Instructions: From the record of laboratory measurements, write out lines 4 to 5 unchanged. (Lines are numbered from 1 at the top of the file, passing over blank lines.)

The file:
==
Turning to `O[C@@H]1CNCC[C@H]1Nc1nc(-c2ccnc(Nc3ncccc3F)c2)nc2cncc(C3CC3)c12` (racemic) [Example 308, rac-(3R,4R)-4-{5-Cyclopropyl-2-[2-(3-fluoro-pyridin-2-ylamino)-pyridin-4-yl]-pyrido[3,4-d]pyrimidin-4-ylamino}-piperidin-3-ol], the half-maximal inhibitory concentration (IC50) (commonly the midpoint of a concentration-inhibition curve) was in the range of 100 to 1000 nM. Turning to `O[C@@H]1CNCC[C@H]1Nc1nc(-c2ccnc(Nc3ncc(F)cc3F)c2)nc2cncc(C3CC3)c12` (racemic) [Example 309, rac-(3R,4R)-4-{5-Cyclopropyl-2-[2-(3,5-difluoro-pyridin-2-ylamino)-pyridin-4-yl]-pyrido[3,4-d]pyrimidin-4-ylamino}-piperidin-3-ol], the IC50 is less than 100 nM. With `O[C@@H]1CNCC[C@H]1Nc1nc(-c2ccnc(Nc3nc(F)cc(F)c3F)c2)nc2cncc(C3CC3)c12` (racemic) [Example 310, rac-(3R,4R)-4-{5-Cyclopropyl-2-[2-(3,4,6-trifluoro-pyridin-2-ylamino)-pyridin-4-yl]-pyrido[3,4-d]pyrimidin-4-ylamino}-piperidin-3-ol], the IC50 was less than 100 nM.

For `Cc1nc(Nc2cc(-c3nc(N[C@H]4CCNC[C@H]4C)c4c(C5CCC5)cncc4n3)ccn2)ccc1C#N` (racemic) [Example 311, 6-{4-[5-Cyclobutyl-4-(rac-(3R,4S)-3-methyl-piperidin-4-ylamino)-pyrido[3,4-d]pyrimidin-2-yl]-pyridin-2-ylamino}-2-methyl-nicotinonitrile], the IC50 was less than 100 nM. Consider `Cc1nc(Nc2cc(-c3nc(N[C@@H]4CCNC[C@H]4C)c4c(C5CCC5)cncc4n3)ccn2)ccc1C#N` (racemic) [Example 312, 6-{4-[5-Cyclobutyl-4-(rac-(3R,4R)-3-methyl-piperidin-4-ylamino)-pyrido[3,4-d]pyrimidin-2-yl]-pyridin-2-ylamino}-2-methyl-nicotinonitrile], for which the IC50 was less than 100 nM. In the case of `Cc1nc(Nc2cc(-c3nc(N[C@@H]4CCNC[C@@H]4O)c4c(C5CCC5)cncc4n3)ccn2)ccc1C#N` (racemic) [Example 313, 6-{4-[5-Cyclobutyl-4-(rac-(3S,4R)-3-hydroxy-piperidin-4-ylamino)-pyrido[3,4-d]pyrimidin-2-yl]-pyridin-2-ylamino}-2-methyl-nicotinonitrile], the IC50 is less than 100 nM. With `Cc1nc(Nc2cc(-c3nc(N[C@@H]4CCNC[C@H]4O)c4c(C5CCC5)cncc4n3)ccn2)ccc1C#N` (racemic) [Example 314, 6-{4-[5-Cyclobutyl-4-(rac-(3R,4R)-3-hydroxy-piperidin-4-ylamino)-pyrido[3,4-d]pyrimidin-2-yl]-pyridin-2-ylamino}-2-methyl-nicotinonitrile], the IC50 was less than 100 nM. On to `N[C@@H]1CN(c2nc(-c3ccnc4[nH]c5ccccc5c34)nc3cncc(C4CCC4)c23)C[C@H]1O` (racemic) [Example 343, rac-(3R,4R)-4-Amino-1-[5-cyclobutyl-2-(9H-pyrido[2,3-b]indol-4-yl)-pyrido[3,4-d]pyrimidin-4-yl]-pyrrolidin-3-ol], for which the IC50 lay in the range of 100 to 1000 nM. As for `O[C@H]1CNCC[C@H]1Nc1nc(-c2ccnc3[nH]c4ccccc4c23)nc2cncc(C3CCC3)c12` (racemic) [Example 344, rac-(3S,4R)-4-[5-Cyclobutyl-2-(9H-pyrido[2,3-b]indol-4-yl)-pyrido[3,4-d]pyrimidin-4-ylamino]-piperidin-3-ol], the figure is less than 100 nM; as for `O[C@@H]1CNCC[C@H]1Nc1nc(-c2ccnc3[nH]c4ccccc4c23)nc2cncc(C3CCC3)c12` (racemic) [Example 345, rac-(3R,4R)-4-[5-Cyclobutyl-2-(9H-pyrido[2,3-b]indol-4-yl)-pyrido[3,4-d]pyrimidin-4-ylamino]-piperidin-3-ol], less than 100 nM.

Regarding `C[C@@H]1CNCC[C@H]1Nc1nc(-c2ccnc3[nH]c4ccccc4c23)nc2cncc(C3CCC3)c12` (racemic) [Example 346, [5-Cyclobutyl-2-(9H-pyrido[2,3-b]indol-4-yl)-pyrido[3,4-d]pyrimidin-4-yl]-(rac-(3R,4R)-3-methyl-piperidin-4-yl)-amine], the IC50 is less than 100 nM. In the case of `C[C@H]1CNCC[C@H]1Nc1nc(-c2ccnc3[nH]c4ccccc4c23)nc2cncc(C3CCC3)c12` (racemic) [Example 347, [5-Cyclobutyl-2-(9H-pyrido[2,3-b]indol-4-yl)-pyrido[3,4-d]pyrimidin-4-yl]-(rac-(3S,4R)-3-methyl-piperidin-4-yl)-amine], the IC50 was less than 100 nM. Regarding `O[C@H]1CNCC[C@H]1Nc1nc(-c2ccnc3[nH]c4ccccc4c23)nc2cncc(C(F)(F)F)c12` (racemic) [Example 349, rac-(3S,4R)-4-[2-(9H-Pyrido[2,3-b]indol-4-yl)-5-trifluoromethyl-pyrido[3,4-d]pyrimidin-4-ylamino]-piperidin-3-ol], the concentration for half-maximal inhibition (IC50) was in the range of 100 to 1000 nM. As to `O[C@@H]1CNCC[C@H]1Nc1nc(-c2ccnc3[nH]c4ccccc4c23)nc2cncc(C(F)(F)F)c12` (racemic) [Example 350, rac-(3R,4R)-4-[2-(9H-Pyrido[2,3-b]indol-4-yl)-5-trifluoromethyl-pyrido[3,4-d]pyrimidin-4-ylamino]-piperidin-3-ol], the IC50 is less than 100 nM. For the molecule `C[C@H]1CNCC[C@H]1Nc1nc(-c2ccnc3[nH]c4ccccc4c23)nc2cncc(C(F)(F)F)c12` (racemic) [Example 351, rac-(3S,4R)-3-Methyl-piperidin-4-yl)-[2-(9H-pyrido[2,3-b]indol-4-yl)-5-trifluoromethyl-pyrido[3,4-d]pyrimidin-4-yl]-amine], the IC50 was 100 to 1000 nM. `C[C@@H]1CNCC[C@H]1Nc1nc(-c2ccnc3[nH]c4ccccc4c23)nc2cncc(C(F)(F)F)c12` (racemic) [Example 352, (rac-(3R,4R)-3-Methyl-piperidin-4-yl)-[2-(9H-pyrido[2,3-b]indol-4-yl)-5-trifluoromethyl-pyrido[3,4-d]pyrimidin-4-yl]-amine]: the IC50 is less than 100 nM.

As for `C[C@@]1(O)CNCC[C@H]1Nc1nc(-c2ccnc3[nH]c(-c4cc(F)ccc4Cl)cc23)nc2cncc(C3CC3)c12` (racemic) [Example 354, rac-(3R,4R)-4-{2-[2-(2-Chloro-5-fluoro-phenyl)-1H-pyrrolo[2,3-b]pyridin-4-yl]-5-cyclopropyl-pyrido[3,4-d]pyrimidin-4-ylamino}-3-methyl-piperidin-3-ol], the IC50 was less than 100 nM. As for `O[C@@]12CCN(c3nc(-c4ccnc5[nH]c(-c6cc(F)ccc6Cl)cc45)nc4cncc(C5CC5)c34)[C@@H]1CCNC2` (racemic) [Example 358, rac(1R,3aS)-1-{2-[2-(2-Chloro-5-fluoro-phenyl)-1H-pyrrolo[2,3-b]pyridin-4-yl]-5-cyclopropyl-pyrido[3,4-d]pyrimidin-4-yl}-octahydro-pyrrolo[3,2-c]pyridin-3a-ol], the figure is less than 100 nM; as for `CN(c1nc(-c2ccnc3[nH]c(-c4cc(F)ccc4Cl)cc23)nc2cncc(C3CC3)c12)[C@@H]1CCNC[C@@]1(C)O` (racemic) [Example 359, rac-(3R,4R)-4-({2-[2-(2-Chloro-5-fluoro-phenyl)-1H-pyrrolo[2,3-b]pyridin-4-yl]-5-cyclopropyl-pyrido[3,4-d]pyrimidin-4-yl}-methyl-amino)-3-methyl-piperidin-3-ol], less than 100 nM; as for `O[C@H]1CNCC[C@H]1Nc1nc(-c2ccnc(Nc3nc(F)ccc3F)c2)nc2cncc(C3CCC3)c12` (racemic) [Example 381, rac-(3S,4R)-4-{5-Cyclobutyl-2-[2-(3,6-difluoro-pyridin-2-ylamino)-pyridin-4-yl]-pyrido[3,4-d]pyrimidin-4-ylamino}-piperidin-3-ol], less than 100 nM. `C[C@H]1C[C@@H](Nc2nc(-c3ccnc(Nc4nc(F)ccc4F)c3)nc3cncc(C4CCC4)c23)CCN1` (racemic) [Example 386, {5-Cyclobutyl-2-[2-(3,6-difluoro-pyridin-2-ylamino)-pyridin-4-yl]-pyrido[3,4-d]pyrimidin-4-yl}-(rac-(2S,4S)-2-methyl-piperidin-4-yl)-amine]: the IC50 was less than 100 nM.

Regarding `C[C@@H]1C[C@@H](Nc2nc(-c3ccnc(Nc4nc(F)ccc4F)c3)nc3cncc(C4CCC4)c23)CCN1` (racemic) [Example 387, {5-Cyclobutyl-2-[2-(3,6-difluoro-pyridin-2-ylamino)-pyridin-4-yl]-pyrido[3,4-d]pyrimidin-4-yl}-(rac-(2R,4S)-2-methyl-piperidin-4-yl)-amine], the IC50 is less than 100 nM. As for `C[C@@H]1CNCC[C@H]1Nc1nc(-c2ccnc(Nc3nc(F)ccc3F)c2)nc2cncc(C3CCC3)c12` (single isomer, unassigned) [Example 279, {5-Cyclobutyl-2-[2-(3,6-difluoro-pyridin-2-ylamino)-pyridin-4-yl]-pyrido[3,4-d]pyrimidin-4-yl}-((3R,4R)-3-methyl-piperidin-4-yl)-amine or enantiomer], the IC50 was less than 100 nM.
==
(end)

As for `C[C@@]1(O)CNCC[C@H]1Nc1nc(-c2ccnc3[nH]c(-c4cc(F)ccc4Cl)cc23)nc2cncc(C3CC3)c12` (racemic) [Example 354, rac-(3R,4R)-4-{2-[2-(2-Chloro-5-fluoro-phenyl)-1H-pyrrolo[2,3-b]pyridin-4-yl]-5-cyclopropyl-pyrido[3,4-d]pyrimidin-4-ylamino}-3-methyl-piperidin-3-ol], the IC50 was less than 100 nM. As for `O[C@@]12CCN(c3nc(-c4ccnc5[nH]c(-c6cc(F)ccc6Cl)cc45)nc4cncc(C5CC5)c34)[C@@H]1CCNC2` (racemic) [Example 358, rac(1R,3aS)-1-{2-[2-(2-Chloro-5-fluoro-phenyl)-1H-pyrrolo[2,3-b]pyridin-4-yl]-5-cyclopropyl-pyrido[3,4-d]pyrimidin-4-yl}-octahydro-pyrrolo[3,2-c]pyridin-3a-ol], the figure is less than 100 nM; as for `CN(c1nc(-c2ccnc3[nH]c(-c4cc(F)ccc4Cl)cc23)nc2cncc(C3CC3)c12)[C@@H]1CCNC[C@@]1(C)O` (racemic) [Example 359, rac-(3R,4R)-4-({2-[2-(2-Chloro-5-fluoro-phenyl)-1H-pyrrolo[2,3-b]pyridin-4-yl]-5-cyclopropyl-pyrido[3,4-d]pyrimidin-4-yl}-methyl-amino)-3-methyl-piperidin-3-ol], less than 100 nM; as for `O[C@H]1CNCC[C@H]1Nc1nc(-c2ccnc(Nc3nc(F)ccc3F)c2)nc2cncc(C3CCC3)c12` (racemic) [Example 381, rac-(3S,4R)-4-{5-Cyclobutyl-2-[2-(3,6-difluoro-pyridin-2-ylamino)-pyridin-4-yl]-pyrido[3,4-d]pyrimidin-4-ylamino}-piperidin-3-ol], less than 100 nM. `C[C@H]1C[C@@H](Nc2nc(-c3ccnc(Nc4nc(F)ccc4F)c3)nc3cncc(C4CCC4)c23)CCN1` (racemic) [Example 386, {5-Cyclobutyl-2-[2-(3,6-difluoro-pyridin-2-ylamino)-pyridin-4-yl]-pyrido[3,4-d]pyrimidin-4-yl}-(rac-(2S,4S)-2-methyl-piperidin-4-yl)-amine]: the IC50 was less than 100 nM.

Regarding `C[C@@H]1C[C@@H](Nc2nc(-c3ccnc(Nc4nc(F)ccc4F)c3)nc3cncc(C4CCC4)c23)CCN1` (racemic) [Example 387, {5-Cyclobutyl-2-[2-(3,6-difluoro-pyridin-2-ylamino)-pyridin-4-yl]-pyrido[3,4-d]pyrimidin-4-yl}-(rac-(2R,4S)-2-methyl-piperidin-4-yl)-amine], the IC50 is less than 100 nM. As for `C[C@@H]1CNCC[C@H]1Nc1nc(-c2ccnc(Nc3nc(F)ccc3F)c2)nc2cncc(C3CCC3)c12` (single isomer, unassigned) [Example 279, {5-Cyclobutyl-2-[2-(3,6-difluoro-pyridin-2-ylamino)-pyridin-4-yl]-pyrido[3,4-d]pyrimidin-4-yl}-((3R,4R)-3-methyl-piperidin-4-yl)-amine or enantiomer], the IC50 was less than 100 nM.